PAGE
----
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17 AUGUST 2023
A male white-tailed eagle which was transferred from a nest on Grosvenor’s Reay Forest Estate in the north west Highlands of Scotland and released on the Isle of Wight as part of a conservation scheme to reintroduce the species in England has reared the first chick to fledge in the wild in the country in over 240 years.
The successful nest has been described as a landmark moment for conservationists working to return the revered bird of prey in England.
White-tailed eagles are Britain’s largest birds of prey with wingspans of up to 2.5m (over eight feet). The species was persecuted to extinction in England with the last breeding pair thought to have been in 1780.
As part of the programme, which was led by Forestry England and the Roy Dennis Wildlife Foundation, a charitable trust dedicated to wildlife conservation and research, a male from a nest on Grosvenor’s Reay Forest Estate and a female from one on the Outer Hebrides were released on the Isle of Wight in 2020 and successfully reared the male chick earlier this summer.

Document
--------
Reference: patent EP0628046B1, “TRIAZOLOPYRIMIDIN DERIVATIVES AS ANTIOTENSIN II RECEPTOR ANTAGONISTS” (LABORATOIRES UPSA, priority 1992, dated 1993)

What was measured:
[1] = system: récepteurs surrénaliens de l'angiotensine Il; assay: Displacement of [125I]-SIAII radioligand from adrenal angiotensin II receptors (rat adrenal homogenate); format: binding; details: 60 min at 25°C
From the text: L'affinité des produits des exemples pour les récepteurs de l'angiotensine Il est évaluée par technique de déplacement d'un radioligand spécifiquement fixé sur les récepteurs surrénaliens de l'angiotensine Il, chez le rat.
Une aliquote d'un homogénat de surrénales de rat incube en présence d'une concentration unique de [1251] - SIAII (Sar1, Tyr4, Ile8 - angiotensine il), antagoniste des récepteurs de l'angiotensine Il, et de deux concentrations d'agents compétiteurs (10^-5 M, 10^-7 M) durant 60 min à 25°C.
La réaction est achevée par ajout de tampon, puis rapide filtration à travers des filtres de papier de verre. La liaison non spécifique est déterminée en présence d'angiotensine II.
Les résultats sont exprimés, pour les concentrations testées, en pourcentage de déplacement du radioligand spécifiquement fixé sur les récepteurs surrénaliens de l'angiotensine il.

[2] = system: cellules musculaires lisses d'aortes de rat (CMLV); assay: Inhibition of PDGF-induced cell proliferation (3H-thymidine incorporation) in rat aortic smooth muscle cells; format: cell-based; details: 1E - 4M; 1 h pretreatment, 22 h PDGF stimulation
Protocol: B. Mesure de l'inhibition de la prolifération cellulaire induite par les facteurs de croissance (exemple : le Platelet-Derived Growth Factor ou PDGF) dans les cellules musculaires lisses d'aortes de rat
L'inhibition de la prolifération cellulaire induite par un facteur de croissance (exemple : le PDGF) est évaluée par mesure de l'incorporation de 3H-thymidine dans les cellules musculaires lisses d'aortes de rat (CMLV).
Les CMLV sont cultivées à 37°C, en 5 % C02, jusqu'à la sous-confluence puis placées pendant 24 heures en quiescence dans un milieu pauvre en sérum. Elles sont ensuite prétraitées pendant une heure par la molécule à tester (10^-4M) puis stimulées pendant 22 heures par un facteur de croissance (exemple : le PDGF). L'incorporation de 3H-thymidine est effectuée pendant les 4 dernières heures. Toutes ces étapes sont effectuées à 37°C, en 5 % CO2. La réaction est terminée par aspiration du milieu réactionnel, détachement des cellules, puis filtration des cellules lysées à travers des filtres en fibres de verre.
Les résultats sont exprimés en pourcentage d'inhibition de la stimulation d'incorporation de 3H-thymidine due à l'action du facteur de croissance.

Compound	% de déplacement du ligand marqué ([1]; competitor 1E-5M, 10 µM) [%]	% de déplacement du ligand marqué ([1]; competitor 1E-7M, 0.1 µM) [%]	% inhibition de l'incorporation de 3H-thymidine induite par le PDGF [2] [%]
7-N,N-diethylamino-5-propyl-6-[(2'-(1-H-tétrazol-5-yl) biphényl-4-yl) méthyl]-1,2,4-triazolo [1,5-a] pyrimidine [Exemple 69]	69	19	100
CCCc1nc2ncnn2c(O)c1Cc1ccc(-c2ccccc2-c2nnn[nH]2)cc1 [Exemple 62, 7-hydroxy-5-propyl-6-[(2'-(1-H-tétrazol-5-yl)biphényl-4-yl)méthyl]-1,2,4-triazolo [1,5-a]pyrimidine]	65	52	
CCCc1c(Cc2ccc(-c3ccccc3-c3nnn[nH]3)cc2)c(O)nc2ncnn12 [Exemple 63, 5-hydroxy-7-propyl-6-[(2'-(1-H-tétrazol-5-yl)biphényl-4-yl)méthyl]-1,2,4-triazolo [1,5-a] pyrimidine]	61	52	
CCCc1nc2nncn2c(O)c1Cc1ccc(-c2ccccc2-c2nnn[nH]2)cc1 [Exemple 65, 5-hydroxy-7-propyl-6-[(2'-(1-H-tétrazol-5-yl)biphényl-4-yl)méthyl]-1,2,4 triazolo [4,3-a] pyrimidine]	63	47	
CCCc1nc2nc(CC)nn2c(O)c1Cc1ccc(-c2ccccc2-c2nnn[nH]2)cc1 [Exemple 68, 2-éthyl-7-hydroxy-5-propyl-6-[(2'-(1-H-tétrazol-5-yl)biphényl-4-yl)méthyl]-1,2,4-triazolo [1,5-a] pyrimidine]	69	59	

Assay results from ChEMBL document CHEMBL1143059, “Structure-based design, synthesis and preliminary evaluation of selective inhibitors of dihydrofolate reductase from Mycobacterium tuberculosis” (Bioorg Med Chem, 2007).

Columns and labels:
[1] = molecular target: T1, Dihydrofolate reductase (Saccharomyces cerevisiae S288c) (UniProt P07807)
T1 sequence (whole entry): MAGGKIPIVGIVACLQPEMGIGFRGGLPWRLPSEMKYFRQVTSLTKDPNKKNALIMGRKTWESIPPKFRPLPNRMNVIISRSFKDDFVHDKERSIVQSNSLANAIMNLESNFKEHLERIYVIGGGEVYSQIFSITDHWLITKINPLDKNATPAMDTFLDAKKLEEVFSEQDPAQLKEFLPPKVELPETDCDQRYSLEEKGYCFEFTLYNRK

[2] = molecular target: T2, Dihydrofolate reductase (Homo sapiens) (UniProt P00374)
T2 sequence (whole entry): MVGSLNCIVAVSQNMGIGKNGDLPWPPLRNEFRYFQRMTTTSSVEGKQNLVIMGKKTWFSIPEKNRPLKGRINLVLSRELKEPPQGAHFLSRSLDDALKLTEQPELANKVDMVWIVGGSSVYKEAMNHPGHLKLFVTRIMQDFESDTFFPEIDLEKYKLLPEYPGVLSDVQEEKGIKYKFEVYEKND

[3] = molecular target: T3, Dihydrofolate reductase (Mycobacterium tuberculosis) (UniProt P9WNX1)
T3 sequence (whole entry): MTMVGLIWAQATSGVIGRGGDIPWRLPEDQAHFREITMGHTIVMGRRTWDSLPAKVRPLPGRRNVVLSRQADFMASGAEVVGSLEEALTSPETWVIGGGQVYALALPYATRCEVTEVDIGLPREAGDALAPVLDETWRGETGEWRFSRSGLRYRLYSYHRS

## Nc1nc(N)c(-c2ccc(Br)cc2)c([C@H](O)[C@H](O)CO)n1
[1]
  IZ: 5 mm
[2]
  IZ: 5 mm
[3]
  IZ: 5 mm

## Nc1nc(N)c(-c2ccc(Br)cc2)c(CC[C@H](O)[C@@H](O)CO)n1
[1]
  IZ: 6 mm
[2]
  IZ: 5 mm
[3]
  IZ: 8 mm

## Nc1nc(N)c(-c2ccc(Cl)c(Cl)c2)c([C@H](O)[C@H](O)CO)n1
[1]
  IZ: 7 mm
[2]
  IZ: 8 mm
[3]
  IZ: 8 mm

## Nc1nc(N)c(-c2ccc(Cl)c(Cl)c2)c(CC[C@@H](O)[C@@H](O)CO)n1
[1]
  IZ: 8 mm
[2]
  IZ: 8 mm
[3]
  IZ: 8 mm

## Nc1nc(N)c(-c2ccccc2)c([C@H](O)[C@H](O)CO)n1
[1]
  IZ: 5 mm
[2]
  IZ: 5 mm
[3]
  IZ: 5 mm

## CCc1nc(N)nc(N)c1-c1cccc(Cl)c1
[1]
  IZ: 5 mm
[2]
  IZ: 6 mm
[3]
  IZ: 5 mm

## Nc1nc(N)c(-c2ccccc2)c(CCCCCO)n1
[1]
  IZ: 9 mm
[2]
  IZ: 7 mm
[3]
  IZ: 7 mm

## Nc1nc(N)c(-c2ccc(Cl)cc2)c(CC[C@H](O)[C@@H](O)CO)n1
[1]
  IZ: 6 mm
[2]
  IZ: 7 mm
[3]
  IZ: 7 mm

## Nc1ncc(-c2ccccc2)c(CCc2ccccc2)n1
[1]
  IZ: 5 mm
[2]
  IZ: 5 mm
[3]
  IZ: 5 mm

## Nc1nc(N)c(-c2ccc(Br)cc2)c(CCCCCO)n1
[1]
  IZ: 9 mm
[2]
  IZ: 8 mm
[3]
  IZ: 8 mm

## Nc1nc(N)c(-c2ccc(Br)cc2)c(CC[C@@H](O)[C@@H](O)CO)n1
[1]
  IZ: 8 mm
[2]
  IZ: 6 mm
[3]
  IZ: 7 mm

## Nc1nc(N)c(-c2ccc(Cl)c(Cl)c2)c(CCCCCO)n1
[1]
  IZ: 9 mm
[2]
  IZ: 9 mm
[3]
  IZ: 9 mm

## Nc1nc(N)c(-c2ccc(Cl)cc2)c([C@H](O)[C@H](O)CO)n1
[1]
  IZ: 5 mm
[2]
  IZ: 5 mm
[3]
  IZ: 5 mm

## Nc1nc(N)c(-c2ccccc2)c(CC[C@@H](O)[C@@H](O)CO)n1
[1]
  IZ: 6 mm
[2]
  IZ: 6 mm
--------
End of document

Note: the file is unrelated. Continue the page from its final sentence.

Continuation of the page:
The chick was ringed and fitted with a satellite tag by licensed ornithologists from the Roy Dennis Wildlife Foundation enabling the project team to track the bird’s daily progress through its life.
The location of the nest is not being disclosed to protect the welfare of the birds and to prevent any disturbance to them either this year or if the birds return to breed at the same location in the future.
Grosvenor’s Reay Forest Estate is designated a special protection area (SPA) for the species and has long been a stronghold for both golden eagles and the slightly larger white-tailed eagles.
Building on accreditation from Wildlife Estates Scotland for our commitment to and success in enhancing the environment through conservation, habitat and wildlife management, we are continuing to work to protect, enhance, and restore the estate’s sensitive environmental habitats.
The reintroduction scheme aims to release 60 birds over five years and is conducted under licence from Natural England, the Government’s wildlife licensing authority. All the birds involved in the project have been collected under a licence from NatureScot, the Scottish Government body responsible for managing its natural heritage.
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